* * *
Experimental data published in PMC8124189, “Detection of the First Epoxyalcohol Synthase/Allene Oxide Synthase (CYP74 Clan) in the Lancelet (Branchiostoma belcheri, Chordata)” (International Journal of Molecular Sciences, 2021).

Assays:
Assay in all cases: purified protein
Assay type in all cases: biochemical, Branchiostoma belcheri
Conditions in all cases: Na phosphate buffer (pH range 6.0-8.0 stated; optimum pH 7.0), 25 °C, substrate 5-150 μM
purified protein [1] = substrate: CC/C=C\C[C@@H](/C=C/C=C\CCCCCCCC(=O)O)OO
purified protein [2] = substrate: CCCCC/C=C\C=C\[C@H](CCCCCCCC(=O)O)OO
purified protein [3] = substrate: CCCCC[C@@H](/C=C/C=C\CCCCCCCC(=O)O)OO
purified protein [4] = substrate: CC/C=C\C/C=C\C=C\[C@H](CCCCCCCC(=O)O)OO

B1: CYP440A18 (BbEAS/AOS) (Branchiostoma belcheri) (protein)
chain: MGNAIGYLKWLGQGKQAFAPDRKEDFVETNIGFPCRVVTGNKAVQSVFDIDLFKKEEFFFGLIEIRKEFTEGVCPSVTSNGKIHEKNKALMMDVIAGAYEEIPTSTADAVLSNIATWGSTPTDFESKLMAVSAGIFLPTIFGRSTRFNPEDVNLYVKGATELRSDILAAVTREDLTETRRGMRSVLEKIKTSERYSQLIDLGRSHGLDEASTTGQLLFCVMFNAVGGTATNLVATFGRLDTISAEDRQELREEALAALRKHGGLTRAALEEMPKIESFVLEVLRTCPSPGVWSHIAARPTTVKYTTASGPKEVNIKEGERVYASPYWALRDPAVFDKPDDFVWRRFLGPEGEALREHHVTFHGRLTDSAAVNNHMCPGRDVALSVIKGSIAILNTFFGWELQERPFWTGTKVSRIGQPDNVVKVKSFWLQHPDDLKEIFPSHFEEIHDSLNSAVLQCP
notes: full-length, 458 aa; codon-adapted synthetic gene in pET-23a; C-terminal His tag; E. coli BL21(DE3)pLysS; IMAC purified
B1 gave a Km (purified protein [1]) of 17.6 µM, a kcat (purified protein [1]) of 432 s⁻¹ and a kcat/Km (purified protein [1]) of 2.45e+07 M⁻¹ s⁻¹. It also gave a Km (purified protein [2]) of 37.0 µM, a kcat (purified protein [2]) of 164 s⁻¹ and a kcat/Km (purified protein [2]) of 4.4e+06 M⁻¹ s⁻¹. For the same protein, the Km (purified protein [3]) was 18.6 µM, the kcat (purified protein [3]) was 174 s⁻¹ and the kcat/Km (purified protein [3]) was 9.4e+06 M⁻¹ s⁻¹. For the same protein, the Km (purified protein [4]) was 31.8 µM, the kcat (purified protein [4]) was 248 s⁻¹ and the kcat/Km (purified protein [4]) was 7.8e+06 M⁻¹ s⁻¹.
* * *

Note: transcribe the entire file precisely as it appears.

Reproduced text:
Experimental data published in PMC8124189, “Detection of the First Epoxyalcohol Synthase/Allene Oxide Synthase (CYP74 Clan) in the Lancelet (Branchiostoma belcheri, Chordata)” (International Journal of Molecular Sciences, 2021).

Assays:
Assay in all cases: purified protein
Assay type in all cases: biochemical, Branchiostoma belcheri
Conditions in all cases: Na phosphate buffer (pH range 6.0-8.0 stated; optimum pH 7.0), 25 °C, substrate 5-150 μM
purified protein [1] = substrate: CC/C=C\C[C@@H](/C=C/C=C\CCCCCCCC(=O)O)OO
purified protein [2] = substrate: CCCCC/C=C\C=C\[C@H](CCCCCCCC(=O)O)OO
purified protein [3] = substrate: CCCCC[C@@H](/C=C/C=C\CCCCCCCC(=O)O)OO
purified protein [4] = substrate: CC/C=C\C/C=C\C=C\[C@H](CCCCCCCC(=O)O)OO

B1: CYP440A18 (BbEAS/AOS) (Branchiostoma belcheri) (protein)
chain: MGNAIGYLKWLGQGKQAFAPDRKEDFVETNIGFPCRVVTGNKAVQSVFDIDLFKKEEFFFGLIEIRKEFTEGVCPSVTSNGKIHEKNKALMMDVIAGAYEEIPTSTADAVLSNIATWGSTPTDFESKLMAVSAGIFLPTIFGRSTRFNPEDVNLYVKGATELRSDILAAVTREDLTETRRGMRSVLEKIKTSERYSQLIDLGRSHGLDEASTTGQLLFCVMFNAVGGTATNLVATFGRLDTISAEDRQELREEALAALRKHGGLTRAALEEMPKIESFVLEVLRTCPSPGVWSHIAARPTTVKYTTASGPKEVNIKEGERVYASPYWALRDPAVFDKPDDFVWRRFLGPEGEALREHHVTFHGRLTDSAAVNNHMCPGRDVALSVIKGSIAILNTFFGWELQERPFWTGTKVSRIGQPDNVVKVKSFWLQHPDDLKEIFPSHFEEIHDSLNSAVLQCP
notes: full-length, 458 aa; codon-adapted synthetic gene in pET-23a; C-terminal His tag; E. coli BL21(DE3)pLysS; IMAC purified
B1 gave a Km (purified protein [1]) of 17.6 µM, a kcat (purified protein [1]) of 432 s⁻¹ and a kcat/Km (purified protein [1]) of 2.45e+07 M⁻¹ s⁻¹. It also gave a Km (purified protein [2]) of 37.0 µM, a kcat (purified protein [2]) of 164 s⁻¹ and a kcat/Km (purified protein [2]) of 4.4e+06 M⁻¹ s⁻¹. For the same protein, the Km (purified protein [3]) was 18.6 µM, the kcat (purified protein [3]) was 174 s⁻¹ and the kcat/Km (purified protein [3]) was 9.4e+06 M⁻¹ s⁻¹. For the same protein, the Km (purified protein [4]) was 31.8 µM, the kcat (purified protein [4]) was 248 s⁻¹ and the kcat/Km (purified protein [4]) was 7.8e+06 M⁻¹ s⁻¹.